The History of the Life of Leonard Torstenson: (Lennart Torstenson,) "the Argus-eyed, Briarean-armed," Senator of Sweden, Count of Ortala, Chief of the Swedish Artillery Under, and Generalissimo of the Swedish Armies Subsequent to the Death Of, Gustavus Adolphus
Platt & Schram, printers, 1855 - 309 Seiten
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appeared Archduke arms arrived artillery attack Austrian Austro-Bavarian baggage Baner battle Bavarian besieged Bohemia Brandenburg bridge Brunn Buchhaim camp cannon captured castle Cavalry Charles Gustavus Colonel combat command corps Count Danish Danube defeated defence Denmark detached districts Dragoons Duchy Duke Elbe Elector Elector of Saxony Emperor Empire enemy enemy's English miles Ferdinand field Field-Marshal fire forces fortress French Gallas garrison Generalissimo genius German GUSTAVUS ADOLPHUS hands Hatzfeld Holstein horse Hungary Imperial army Imperialists Infantry insert Janikau Johann von Werth King Leipsic likewise master military Moravia mountains movements musketeers occasion occupied officers Olmutz once passed peace pieces Pomerania position possession Prague Prince prisoners Protestant quarters Ragoczy regiments rendered retreat river road Saxony sent side siege Silesia soldiers strong success superior Swedes Swedish army Swedish Generalissimo sword TENSON Text tion TORS TORSTEN TORSTENSON town troops victory Vienna whole wing Wrangel
Seite 268 - Farewell the tranquil mind ! Farewell content ! Farewell the plumed troop, and the big wars, That make ambition virtue ! O, farewell ! Farewell the neighing steed, and the shrill trump, The spirit-stirring drum, the ear-piercing fife, The royal banner ; and all quality. Pride, pomp, and circumstance of glorious war ! And O, you mortal engines, whose rude throats The immortal Jove's dread clamours counterfeit, Farewell ! Othello's occupation's gone ! lago.
Seite lxvii - Lives of great men all remind us We can make our lives sublime, And, departing, leave behind us Footprints on the sands of time; Footprints, that perhaps another, Sailing o'er life's solemn main, A forlorn and shipwrecked brother, Seeing, shall take heart again.
Seite xxiv - Tis not in mortals to command success, But we'll do more, Sempronius; we'll deserve it.
Seite 244 - With, visage grim, stern looks, and blackly hued; In his right hand a naked sword he had, That to the hilts was all with blood imbrued; And in his left, that kings and kingdoms rued, Famine and fire he held, and therewithal He razed towns and threw down towers and all.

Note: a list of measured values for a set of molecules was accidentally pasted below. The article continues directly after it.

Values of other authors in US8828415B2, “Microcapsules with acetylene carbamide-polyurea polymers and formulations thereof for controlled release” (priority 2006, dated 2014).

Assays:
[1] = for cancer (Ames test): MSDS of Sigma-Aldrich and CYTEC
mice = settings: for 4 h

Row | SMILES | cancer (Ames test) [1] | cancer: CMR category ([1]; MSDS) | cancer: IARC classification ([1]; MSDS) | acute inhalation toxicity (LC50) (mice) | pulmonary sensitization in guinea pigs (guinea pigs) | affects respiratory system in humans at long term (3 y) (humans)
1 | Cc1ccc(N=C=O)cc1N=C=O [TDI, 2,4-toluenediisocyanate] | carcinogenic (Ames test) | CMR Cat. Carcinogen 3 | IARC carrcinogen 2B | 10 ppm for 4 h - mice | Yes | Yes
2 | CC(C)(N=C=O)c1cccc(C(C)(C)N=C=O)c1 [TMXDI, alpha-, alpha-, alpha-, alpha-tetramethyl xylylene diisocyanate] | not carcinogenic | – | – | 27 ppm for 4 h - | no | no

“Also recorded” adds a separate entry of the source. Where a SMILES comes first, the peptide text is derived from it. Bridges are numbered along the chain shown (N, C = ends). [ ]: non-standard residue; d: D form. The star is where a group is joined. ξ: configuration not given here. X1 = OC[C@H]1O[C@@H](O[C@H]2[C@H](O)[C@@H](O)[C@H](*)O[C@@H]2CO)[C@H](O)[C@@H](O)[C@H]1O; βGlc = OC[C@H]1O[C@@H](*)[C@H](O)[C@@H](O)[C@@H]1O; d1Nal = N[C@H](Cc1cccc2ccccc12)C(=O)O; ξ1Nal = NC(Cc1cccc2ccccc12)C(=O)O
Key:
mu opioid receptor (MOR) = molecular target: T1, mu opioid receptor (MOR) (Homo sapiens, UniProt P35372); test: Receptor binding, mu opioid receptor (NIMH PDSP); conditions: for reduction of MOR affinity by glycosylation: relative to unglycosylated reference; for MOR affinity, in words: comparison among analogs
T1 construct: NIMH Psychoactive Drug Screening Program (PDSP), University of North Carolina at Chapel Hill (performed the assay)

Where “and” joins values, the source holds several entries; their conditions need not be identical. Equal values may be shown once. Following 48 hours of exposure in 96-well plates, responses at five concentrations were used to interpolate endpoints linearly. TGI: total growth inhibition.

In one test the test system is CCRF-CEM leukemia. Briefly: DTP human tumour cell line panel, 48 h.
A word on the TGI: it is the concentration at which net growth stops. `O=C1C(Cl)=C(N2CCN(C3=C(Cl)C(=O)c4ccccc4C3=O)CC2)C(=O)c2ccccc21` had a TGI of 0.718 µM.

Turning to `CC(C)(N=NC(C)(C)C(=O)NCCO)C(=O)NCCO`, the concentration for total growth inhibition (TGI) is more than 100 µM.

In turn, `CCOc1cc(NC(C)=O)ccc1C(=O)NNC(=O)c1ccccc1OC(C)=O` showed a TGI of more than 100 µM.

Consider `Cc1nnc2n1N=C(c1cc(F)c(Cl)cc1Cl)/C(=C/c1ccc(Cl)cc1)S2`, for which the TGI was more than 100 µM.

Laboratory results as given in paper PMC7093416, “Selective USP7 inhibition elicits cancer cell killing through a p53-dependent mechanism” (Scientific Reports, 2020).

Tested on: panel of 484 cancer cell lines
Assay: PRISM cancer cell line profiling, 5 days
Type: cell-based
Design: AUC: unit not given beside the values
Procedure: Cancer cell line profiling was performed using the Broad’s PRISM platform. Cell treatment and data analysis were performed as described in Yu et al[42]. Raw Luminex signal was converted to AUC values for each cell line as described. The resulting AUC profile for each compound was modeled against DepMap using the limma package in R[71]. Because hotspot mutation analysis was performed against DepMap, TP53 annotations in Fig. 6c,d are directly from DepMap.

Seite 88 - Mid smoke and spray ; His fierce artillery flashed so fast That Swedish -wrecks were round him cast, And lost each hostile stern and mast 'Mid smoke and spray. Fly, Swedes, fly! No hope to win Where Christian dauntless mingles in The fray! / Niels Juul beheld the tempest grow. "The day is right!
Seite liii - ... during the greater part of these wars kept pace with the pestilence. Wheat was sold, more times than once, for three pounds eighteen shillings a bushel. Guards were posted to protect the newly-buried from, being devoured. There were instances of children being led away, massacred, and eaten up. Two women fought for a slice of a dead horse, and one killed the other. A straggling beggar decoyed away a poor woman's child, and began to strangle it, in order to eat it ; but the vigilant mother surprised...
Seite 62 - Liv. iii. 27., the whole amounting to sixty pounds weight, besides arms ; for a Roman soldier considered these not as a burden, but as a part of himself (arma membra milites ducebant), Cic.
Seite 242 - The true test of a great man — that at least which must secure his place among the highest order of great men — is his having been in advance of his age. This it is which decides whether or not he has carried forward the grand plan of human improvement; has conformed his views and adapted his conduct to the existing circumstances of society, or changed those so as to better its condition ; has been one...
Seite ix - MODEST (a) apology for the Roman Catholics of Great Britain : addressed to all moderate Protestants ; particularly to the members of both Houses of Parliament.
Seite 187 - In such as touched life, limb, or honour, the court was to be held within a circle of troops under the open sky, but in civil matters within a tent. The penalties are, first, corporal inflictions on head or hand, with more or less dishonour. The most shameful of all was hanging, which every tenth man by lot must undergo if a squadron of horse or regiment of foot took to flight during an engagement, before they were disabled from using their swords ; the rest in such case to serve without standard,...